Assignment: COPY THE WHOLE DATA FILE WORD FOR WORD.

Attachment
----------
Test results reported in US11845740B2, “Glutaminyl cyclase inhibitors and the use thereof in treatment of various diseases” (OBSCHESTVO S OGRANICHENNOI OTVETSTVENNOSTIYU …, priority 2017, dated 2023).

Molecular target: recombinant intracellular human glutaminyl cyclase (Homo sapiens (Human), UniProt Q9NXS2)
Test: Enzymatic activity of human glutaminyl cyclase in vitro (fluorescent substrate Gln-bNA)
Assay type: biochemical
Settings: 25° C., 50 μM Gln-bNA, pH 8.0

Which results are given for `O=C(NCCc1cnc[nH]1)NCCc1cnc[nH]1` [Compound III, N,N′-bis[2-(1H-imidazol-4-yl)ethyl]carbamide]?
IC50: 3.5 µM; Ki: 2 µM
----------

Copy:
Test results reported in US11845740B2, “Glutaminyl cyclase inhibitors and the use thereof in treatment of various diseases” (OBSCHESTVO S OGRANICHENNOI OTVETSTVENNOSTIYU …, priority 2017, dated 2023).

Molecular target: recombinant intracellular human glutaminyl cyclase (Homo sapiens (Human), UniProt Q9NXS2)
Test: Enzymatic activity of human glutaminyl cyclase in vitro (fluorescent substrate Gln-bNA)
Assay type: biochemical
Settings: 25° C., 50 μM Gln-bNA, pH 8.0

Which results are given for `O=C(NCCc1cnc[nH]1)NCCc1cnc[nH]1` [Compound III, N,N′-bis[2-(1H-imidazol-4-yl)ethyl]carbamide]?
IC50: 3.5 µM; Ki: 2 µM